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Re: libstdc++/16612, empty basic_strings can't live in shared memory
On Wed, Aug 04, 2004 at 09:48:21AM -0400, Phil Edwards wrote:
> I can't recall ever hearing a good explanation for this requirement.
> If somebody can provide one, I'll change my stance, otherwise I'll go out
> on a limb and suggest we just ignore it. (And document that we do so.)
> If we do, I will wager $5000ZWD that no real-world programmer will notice
> the omission, nor care.
The idea is probably that given
char const* s1 = "foobar";
std::string s2 = s1;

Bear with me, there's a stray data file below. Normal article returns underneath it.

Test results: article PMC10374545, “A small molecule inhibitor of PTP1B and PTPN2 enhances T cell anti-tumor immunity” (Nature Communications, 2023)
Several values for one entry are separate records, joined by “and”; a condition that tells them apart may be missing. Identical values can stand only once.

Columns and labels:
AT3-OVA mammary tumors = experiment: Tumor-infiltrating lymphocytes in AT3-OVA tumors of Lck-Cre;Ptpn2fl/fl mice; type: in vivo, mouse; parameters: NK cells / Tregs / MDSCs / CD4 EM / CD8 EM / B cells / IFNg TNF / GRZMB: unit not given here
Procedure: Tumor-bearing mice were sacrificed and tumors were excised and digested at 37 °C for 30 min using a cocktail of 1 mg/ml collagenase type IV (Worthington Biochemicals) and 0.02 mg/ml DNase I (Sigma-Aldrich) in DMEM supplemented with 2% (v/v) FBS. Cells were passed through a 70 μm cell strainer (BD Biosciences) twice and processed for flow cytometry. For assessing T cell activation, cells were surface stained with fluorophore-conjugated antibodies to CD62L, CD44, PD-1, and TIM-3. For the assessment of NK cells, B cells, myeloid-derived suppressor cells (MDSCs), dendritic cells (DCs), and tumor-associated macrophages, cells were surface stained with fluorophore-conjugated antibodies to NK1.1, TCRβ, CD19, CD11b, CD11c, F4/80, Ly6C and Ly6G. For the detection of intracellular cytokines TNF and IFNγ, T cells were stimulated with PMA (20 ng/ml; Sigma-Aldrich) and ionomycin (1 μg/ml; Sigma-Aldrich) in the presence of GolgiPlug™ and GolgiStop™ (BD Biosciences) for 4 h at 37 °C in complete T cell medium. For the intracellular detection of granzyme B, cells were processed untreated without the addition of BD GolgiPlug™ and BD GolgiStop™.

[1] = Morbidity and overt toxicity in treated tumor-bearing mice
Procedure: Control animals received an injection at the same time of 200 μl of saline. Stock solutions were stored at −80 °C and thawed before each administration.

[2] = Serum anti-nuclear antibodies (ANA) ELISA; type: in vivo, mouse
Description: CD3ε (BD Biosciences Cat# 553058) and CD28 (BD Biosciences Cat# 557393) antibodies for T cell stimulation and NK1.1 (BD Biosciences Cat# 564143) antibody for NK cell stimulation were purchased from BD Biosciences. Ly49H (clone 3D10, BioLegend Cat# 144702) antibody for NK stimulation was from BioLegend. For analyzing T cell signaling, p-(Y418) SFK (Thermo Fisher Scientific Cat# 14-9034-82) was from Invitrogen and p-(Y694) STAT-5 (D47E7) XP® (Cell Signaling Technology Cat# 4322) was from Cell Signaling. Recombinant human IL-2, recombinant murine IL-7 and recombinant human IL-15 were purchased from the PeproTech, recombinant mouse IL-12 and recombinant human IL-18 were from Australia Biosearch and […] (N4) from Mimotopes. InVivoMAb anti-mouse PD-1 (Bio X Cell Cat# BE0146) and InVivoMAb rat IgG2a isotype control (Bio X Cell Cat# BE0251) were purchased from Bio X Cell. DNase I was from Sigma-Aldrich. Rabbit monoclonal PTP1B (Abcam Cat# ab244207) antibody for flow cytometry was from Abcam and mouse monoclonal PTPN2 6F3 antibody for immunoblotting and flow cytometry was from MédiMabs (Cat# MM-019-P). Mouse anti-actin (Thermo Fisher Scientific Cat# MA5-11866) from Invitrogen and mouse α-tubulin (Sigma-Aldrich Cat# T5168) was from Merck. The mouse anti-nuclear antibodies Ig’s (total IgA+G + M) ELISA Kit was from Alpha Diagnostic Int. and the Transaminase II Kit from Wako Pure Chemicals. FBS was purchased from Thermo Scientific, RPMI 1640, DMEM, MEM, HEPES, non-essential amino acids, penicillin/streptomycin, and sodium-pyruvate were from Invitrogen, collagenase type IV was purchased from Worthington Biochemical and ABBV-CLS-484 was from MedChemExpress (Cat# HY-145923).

Then for any 'n' for which s1[n] returns a defined value,
s2[n] returns the same value.
However, since after
char const* p1 = &s2[s2.length() - 1];
char const* p2 = &s2[s2.length()];
still (p1 + 1) != p2, and *(p1 + 1) has undefined behaviour - I think that
indeed this is only confusing.
Worse - if the above causes *p2 to be defined, then what if
we do char* p3 = &s2[s2.length()]; *p3 = 0; ? Core dump
because we try to write to a read-only section?
I agree that this whole extension is very unlogical; one
can't discourage a programmer enough to use it.
Carlo Wood <email@example.com>